Table of Contents

Science and Technology Based Regional Entrepreneurship

Science and Technology Based Regional Entrepreneurship

Global Experience in Policy and Program Development

Edited by Sarfraz A. Mian

Providing a global survey of public policies and programs for building national and regional ecosystems of science and technology based entrepreneurial development, this book offers a unique analysis of the advances, over the last several decades and in light of the experiential knowledge gained in various parts of the world, in the understanding of innovation systems in the pursuit of developing these economies. Presenting nineteen case studies of diverse developed and emerging economy nations and their regions, more than thirty expert authors describe an array of policy and program mechanisms that have been implemented over the years.

Chapter 14: The Israel Case of Science and Technology Based Entrepreneurship: An Exploration Cluster

Uzi de Haan

Subjects: business and management, entrepreneurship, organisational innovation, innovation and technology, organisational innovation, urban and regional studies, regional studies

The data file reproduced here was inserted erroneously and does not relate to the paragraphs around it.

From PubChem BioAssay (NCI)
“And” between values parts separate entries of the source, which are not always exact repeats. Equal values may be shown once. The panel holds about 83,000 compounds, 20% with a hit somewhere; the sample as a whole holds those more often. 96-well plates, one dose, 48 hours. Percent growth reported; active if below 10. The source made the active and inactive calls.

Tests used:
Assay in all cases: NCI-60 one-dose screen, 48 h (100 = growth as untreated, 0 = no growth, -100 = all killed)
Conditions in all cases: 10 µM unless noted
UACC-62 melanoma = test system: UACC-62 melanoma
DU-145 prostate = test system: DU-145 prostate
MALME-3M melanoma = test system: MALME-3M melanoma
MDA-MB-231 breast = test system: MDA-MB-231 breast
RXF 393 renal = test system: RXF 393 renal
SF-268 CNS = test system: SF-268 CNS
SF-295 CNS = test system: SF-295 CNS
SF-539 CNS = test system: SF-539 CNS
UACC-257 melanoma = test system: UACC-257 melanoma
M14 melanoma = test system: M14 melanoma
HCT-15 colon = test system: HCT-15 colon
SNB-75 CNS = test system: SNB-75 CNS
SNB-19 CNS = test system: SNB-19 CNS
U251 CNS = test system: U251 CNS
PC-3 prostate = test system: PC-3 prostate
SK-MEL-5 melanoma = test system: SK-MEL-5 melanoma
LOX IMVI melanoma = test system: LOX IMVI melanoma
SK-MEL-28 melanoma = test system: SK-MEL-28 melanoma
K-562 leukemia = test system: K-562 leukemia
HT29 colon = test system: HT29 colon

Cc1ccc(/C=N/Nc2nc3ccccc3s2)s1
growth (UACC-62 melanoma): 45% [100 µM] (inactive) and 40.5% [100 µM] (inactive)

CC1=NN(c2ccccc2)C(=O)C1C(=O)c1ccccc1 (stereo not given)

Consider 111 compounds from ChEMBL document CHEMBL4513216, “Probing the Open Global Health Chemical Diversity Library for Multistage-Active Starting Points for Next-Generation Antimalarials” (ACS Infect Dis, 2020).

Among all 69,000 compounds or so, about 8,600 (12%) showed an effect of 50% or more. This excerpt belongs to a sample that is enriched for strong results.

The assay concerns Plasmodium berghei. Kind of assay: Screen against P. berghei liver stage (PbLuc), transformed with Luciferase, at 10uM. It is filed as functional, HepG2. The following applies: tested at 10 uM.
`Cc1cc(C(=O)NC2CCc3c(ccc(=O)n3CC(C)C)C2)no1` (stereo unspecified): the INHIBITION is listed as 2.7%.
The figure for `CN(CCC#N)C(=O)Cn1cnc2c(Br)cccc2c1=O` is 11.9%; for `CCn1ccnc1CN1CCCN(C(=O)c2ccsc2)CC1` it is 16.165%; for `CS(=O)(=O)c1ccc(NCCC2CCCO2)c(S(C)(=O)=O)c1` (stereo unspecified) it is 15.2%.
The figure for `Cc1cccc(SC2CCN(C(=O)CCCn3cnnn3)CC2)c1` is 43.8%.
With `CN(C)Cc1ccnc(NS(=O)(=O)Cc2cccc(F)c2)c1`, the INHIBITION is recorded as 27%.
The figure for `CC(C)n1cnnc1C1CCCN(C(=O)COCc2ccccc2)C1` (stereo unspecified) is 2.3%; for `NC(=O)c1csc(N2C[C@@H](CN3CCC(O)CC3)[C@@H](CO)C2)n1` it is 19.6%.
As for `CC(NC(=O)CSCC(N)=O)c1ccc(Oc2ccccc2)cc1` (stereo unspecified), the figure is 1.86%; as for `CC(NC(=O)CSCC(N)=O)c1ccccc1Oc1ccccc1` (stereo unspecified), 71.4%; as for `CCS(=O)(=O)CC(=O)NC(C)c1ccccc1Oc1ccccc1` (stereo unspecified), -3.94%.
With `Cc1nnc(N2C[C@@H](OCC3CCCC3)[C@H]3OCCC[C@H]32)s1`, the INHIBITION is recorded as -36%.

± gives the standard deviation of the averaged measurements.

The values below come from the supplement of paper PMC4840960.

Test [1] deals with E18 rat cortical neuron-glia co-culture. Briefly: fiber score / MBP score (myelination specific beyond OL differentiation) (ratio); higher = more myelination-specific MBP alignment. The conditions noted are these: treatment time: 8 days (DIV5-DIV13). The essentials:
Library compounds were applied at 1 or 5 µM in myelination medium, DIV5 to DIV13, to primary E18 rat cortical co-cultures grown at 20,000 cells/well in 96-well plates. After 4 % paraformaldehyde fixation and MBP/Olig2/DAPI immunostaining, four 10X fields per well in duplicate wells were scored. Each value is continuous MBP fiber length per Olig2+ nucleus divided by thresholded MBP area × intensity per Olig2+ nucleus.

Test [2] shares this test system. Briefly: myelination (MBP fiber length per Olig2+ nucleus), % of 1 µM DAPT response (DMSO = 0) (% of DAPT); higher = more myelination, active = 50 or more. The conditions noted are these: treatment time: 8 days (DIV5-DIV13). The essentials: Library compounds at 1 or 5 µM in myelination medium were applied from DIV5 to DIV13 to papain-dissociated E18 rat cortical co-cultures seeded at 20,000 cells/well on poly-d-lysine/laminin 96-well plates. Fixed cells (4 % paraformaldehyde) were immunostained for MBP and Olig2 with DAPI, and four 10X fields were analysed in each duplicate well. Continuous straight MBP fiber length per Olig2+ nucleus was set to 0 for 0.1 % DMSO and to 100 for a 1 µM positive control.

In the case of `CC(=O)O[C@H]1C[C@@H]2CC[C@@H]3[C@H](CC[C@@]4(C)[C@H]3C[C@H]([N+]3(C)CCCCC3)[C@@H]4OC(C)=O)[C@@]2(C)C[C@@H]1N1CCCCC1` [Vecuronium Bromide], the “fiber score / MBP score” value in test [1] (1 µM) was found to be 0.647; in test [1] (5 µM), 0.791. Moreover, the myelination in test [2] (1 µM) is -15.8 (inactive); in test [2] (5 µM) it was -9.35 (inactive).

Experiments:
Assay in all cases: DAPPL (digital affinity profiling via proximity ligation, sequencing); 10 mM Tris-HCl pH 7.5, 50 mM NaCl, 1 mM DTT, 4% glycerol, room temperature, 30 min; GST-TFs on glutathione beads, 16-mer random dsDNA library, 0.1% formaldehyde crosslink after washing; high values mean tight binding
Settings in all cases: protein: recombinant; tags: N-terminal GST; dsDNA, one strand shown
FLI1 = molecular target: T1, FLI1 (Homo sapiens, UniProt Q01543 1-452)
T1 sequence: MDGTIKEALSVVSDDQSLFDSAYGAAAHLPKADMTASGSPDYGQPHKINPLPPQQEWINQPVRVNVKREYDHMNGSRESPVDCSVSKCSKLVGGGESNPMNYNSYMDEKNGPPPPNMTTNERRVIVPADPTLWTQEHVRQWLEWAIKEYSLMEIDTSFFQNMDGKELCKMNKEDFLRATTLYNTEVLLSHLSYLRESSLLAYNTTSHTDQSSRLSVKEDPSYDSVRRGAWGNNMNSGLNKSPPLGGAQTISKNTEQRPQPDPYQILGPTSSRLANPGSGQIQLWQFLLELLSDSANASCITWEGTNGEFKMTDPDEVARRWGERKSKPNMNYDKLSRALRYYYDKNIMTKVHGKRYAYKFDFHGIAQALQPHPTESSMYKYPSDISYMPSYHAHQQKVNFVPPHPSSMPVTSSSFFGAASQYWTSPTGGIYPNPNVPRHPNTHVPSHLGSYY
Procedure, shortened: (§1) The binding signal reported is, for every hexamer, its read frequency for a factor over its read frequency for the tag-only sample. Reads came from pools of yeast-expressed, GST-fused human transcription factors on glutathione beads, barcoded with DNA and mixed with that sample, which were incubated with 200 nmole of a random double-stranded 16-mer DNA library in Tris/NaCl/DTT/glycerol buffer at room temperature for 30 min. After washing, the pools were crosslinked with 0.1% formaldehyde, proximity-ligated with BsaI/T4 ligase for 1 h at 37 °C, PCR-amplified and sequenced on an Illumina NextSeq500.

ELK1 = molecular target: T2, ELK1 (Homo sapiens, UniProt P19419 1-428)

Uzi de Haan INTRODUCTION A recent article in The Economist (2009) calls Israel, Singapore and Denmark the ‘lands of opportunity’ and refers to them as role models to show how entrepreneurship can thrive and flourish in small states with different cultures. The article lists some of the factors that helped make Israel a hotbed of innovation and entrepreneurship. It argues that innovation is perhaps the only way for this security-conscious state to compensate for its constant inferiority in population, land and other natural resources (except the human resource). The book, The Start-Up Nation (Senor and Singer, 2009) describes in more detail the story of Israel’s economic success. The title aptly alludes to the competitive edge of Israel’s high-tech industry. Israel lacks significant domestic or neighbouring markets, forcing start-ups to go international from day one and to grow international or to be acquired by an incumbent company in order to avoid the sizeable investments and skill-building in international marketing. The latter alternative is chosen by the vast majority of start-ups as they address a growing need by incumbent companies that have to cope with an exponential growth of new technologies and potential new business applications. A large stream of research literature following the seminal papers by March (1991) and Levinthal and March (1993) describes the difficulties incumbent companies face in engaging simultaneously in exploration and exploitation, with exploitation often overriding exploration. However, the exponential growth in new technologies and patents makes exploration by incumbent companies more important than ever to remain...

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